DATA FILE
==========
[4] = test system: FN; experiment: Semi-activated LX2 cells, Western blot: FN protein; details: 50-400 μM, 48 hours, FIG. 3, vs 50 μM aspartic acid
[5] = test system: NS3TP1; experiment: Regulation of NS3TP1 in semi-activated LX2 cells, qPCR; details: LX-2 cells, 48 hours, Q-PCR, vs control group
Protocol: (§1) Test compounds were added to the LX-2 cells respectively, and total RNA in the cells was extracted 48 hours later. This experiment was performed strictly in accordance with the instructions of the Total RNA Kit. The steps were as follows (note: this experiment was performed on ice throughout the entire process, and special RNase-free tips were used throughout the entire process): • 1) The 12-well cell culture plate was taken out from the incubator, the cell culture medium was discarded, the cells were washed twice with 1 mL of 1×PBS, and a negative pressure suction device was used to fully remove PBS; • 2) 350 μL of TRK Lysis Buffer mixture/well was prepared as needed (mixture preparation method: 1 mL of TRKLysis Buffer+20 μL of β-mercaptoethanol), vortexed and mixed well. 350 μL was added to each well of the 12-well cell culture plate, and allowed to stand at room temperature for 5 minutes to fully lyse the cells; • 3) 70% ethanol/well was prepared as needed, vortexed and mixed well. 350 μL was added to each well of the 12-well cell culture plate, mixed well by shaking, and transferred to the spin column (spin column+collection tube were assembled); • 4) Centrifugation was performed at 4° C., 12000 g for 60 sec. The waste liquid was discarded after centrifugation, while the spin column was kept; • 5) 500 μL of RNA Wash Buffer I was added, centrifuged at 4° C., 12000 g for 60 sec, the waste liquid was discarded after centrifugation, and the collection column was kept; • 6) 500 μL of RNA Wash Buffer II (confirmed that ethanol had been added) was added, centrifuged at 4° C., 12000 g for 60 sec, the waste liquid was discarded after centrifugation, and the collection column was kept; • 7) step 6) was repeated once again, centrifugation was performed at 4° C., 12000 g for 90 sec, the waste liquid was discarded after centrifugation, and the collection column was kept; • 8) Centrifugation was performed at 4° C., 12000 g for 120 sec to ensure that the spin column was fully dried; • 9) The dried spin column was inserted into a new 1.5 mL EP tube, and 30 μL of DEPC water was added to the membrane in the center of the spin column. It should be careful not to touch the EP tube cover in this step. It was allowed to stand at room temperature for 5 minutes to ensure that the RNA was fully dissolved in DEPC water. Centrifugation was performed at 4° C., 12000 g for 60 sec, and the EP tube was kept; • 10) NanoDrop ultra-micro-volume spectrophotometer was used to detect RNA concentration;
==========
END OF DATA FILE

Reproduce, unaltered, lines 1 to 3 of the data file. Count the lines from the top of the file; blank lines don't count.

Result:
[4] = test system: FN; experiment: Semi-activated LX2 cells, Western blot: FN protein; details: 50-400 μM, 48 hours, FIG. 3, vs 50 μM aspartic acid
[5] = test system: NS3TP1; experiment: Regulation of NS3TP1 in semi-activated LX2 cells, qPCR; details: LX-2 cells, 48 hours, Q-PCR, vs control group
Protocol: (§1) Test compounds were added to the LX-2 cells respectively, and total RNA in the cells was extracted 48 hours later. This experiment was performed strictly in accordance with the instructions of the Total RNA Kit. The steps were as follows (note: this experiment was performed on ice throughout the entire process, and special RNase-free tips were used throughout the entire process): • 1) The 12-well cell culture plate was taken out from the incubator, the cell culture medium was discarded, the cells were washed twice with 1 mL of 1×PBS, and a negative pressure suction device was used to fully remove PBS; • 2) 350 μL of TRK Lysis Buffer mixture/well was prepared as needed (mixture preparation method: 1 mL of TRKLysis Buffer+20 μL of β-mercaptoethanol), vortexed and mixed well. 350 μL was added to each well of the 12-well cell culture plate, and allowed to stand at room temperature for 5 minutes to fully lyse the cells; • 3) 70% ethanol/well was prepared as needed, vortexed and mixed well. 350 μL was added to each well of the 12-well cell culture plate, mixed well by shaking, and transferred to the spin column (spin column+collection tube were assembled); • 4) Centrifugation was performed at 4° C., 12000 g for 60 sec. The waste liquid was discarded after centrifugation, while the spin column was kept; • 5) 500 μL of RNA Wash Buffer I was added, centrifuged at 4° C., 12000 g for 60 sec, the waste liquid was discarded after centrifugation, and the collection column was kept; • 6) 500 μL of RNA Wash Buffer II (confirmed that ethanol had been added) was added, centrifuged at 4° C., 12000 g for 60 sec, the waste liquid was discarded after centrifugation, and the collection column was kept; • 7) step 6) was repeated once again, centrifugation was performed at 4° C., 12000 g for 90 sec, the waste liquid was discarded after centrifugation, and the collection column was kept; • 8) Centrifugation was performed at 4° C., 12000 g for 120 sec to ensure that the spin column was fully dried; • 9) The dried spin column was inserted into a new 1.5 mL EP tube, and 30 μL of DEPC water was added to the membrane in the center of the spin column. It should be careful not to touch the EP tube cover in this step. It was allowed to stand at room temperature for 5 minutes to ensure that the RNA was fully dissolved in DEPC water. Centrifugation was performed at 4° C., 12000 g for 60 sec, and the EP tube was kept; • 10) NanoDrop ultra-micro-volume spectrophotometer was used to detect RNA concentration;